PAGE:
It was one of those amazing golf stories.
Going into the final round of The Open Championship at Royal Troon in Scotland it was billed as Phil Mickelson versus Henrik Stenson.
Stenson had the lead at 12 under par by one shot from Mickelson on 11 under par. There was gap of six shots to the next best-placed player.
But so often when such battles are headlined they often fizzle out. One falls over and it turns into a one-horse race. Or both fall over and someone emerges from the pack to snatch victory.
But on this occasion it lived up to all the hype — and perhaps much more.
Stenson, with his familiar pursed lips expression when he hits the ball, posted a brilliant eight-under par of 63 to win by three shots. The 63 was the lowest final round in the 145-year history of The Open. The previous lowest had been 64 when Greg Norman won in 1993.
Stenson had rounds of 68, 65, 68 and 63 for a total of 264. That became the lowest total in the history of golf’s four majors. The previous lowest had been 265 registered by David Toms when he won the 2001 US PGA Championship.
Mickelson did not go down without a fight. He eagled the par-five fourth hole and was five-under par through 10 holes. One hole later Mickelson shared the lead when Stenson bogeyed the par-four 11th.
But this was truly Stenson’s day. He might have bogeyed two holes in the final round but at the same time he racked up an amazing 10 birdies on a course almost every other played struggled with.
It was a most deserving win in a major for Stenson. He had previously racked up four thirds and a second in majors.
Stenson had won the BMW International Open in Germany just three weeks earlier and he said that provided him with the confidence that he was at the top of his game.
``I felt like this was going to be my turn,’’ Stenson said.
``It’s not something you want to run around and shout but I felt like this was going to be my turn.
“It was great to get that win there (in Germany). That definitely helped this week, and I felt that extra confidence was going to be huge for me coming into this week.”
Stenson achieved his Open win at the age of 40 and became the oldest first-time major winner since Darren Clarke won The Open in 2011 at age 42.
Mickelson, 46, was already the winner of five majors including the 2013 Open when ironically Stenson was second.
Mickelson scored a final round of six-under par 65 which in most cases would be enough to win. He was disappointed not to win but not disappointed with the way he played.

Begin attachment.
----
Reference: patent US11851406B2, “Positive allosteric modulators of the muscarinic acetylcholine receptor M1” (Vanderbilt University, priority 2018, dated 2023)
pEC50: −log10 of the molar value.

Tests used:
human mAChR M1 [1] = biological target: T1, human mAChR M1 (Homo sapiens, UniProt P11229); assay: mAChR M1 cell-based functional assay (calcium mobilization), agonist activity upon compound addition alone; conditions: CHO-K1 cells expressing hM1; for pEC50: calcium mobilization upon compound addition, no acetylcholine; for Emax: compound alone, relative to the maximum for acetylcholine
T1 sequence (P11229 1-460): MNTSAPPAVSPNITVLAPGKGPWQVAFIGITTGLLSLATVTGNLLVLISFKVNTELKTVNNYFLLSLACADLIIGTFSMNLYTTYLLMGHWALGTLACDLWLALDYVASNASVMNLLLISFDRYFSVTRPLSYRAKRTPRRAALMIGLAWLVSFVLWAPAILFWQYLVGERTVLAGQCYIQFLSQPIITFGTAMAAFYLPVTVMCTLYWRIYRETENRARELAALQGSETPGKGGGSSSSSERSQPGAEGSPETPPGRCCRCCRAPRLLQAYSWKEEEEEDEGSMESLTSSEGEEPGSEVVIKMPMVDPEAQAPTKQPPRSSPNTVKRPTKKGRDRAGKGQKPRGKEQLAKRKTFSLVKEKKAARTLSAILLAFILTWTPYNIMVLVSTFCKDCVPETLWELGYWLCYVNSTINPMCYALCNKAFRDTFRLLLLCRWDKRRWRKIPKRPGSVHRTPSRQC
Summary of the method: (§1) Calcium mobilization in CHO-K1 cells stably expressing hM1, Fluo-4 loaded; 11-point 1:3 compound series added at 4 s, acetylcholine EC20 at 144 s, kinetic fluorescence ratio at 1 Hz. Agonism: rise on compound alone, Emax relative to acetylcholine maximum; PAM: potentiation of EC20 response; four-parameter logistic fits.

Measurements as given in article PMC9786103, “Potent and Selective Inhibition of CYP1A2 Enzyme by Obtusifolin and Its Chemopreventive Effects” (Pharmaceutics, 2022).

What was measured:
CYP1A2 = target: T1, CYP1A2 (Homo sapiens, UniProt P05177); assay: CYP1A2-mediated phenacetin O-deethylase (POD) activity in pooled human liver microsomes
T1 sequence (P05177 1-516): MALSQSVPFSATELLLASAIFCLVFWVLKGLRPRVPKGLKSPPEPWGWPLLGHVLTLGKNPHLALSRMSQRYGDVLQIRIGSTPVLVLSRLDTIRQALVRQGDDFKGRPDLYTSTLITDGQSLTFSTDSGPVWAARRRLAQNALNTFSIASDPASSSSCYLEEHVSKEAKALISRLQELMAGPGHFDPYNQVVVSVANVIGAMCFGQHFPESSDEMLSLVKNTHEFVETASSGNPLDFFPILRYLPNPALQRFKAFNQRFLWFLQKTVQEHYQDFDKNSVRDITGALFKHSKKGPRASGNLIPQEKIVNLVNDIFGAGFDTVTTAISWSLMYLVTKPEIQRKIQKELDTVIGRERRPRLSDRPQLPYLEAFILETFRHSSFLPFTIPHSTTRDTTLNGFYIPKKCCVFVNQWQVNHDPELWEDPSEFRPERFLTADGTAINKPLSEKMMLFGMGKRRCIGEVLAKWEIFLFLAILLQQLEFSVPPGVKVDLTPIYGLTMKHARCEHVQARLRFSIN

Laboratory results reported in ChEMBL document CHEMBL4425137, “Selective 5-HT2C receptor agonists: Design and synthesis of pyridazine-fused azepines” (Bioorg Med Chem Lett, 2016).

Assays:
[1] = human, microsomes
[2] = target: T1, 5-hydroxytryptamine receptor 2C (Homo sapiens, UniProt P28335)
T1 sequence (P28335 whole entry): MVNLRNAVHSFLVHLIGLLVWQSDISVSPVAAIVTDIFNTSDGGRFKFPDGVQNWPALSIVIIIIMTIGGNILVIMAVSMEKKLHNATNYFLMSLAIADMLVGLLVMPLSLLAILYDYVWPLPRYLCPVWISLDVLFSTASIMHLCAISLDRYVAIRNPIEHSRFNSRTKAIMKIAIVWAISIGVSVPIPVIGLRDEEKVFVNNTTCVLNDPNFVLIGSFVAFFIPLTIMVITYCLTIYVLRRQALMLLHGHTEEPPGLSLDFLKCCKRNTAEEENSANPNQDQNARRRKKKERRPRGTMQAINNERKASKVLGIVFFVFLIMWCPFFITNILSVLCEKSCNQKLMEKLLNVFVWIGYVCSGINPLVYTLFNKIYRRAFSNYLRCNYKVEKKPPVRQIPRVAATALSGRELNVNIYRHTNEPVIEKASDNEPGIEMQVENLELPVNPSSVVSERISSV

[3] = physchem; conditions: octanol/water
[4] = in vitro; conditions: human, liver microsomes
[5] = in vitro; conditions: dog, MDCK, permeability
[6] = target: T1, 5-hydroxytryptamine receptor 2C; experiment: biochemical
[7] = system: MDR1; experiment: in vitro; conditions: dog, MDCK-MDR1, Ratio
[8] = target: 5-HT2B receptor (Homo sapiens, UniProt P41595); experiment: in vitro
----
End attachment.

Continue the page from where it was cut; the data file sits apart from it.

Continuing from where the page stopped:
“That’s probably the best I’ve played and not won,” Mickelson said.
“It’s disappointing but at least I don’t have to look back and regret something I’ve done. It was a challenging day but I’m happy for Henrik.
“He’s a really great champion. We’ve been friends for some time. I’ve always thought he was one of the best ball-strikers in the game and that major championships should suit him.
“I always knew he would ultimately come through and win. I’m happy that he did but disappointed he did it at my expense.”
Mickelson’s second place finish marked the 11th time he had been runner-up in a major and took him past Arnold Palmer on that list but still well behind Jack Nicklaus who has 19 seconds.
Stenson’s 20-under par for the tournament was the lowest in the history of The Open. The previous best was 19-under par by Tiger Woods in 2000.
His winning total in relation to par of 20 under also equals the lowest in major history, set by Jason Day at the 2015 US PGA Championship.
Stenson also becomes the first man from Sweden to win a major. But it’s nothing new for Swedish woman.
Swedish women have won 13 majors of which the exceptional Annika Sorenstam racked up 10. The other Swedish women major winners have been Helen Alfredsson, Liselotte Neumann and Anna Nordqvist.
Stenson earned 1.3 million euros for The Open win, which is about $NZ2 million. His career earnings on the European Tour are more than 23 million euros ($NZ36 million) while his career earnings on the PGA Tour in the United States are $US24 million ($NZ34 million). That’s a total of about $NZ70 million.
Those figures are tempered somewhat by the reported story Stenson lost $US8 million in a fraudulent ponzi scheme run by American financier Allen Stanford’s investment company. Stanford is now serving a prison sentence of 110 years.
Stenson once said of Stanford: “I never met Stanford and it’s safe to say I wont be visiting him in prison. If I did come face-to-face with him, then what I’d do to the guy could get me arrested also. I didn’t have all my eggs in his basket, but I had a lot of eggs in there and it hurt. It was a tough experience, but life has a way of setting things right.’’
It was one of those amazing golf stories.